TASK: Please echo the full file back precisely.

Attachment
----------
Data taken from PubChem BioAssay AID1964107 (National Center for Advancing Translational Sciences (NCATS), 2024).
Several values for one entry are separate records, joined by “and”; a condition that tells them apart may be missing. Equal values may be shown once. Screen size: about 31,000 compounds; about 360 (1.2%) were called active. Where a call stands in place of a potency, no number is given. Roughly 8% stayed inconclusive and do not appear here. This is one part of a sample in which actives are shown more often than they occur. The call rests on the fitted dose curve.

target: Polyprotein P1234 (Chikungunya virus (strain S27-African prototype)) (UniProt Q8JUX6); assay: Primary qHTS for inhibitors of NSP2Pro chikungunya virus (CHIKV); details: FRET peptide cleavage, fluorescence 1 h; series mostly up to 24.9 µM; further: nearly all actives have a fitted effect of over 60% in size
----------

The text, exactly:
Data taken from PubChem BioAssay AID1964107 (National Center for Advancing Translational Sciences (NCATS), 2024).
Several values for one entry are separate records, joined by “and”; a condition that tells them apart may be missing. Equal values may be shown once. Screen size: about 31,000 compounds; about 360 (1.2%) were called active. Where a call stands in place of a potency, no number is given. Roughly 8% stayed inconclusive and do not appear here. This is one part of a sample in which actives are shown more often than they occur. The call rests on the fitted dose curve.

target: Polyprotein P1234 (Chikungunya virus (strain S27-African prototype)) (UniProt Q8JUX6); assay: Primary qHTS for inhibitors of NSP2Pro chikungunya virus (CHIKV); details: FRET peptide cleavage, fluorescence 1 h; series mostly up to 24.9 µM; further: nearly all actives have a fitted effect of over 60% in size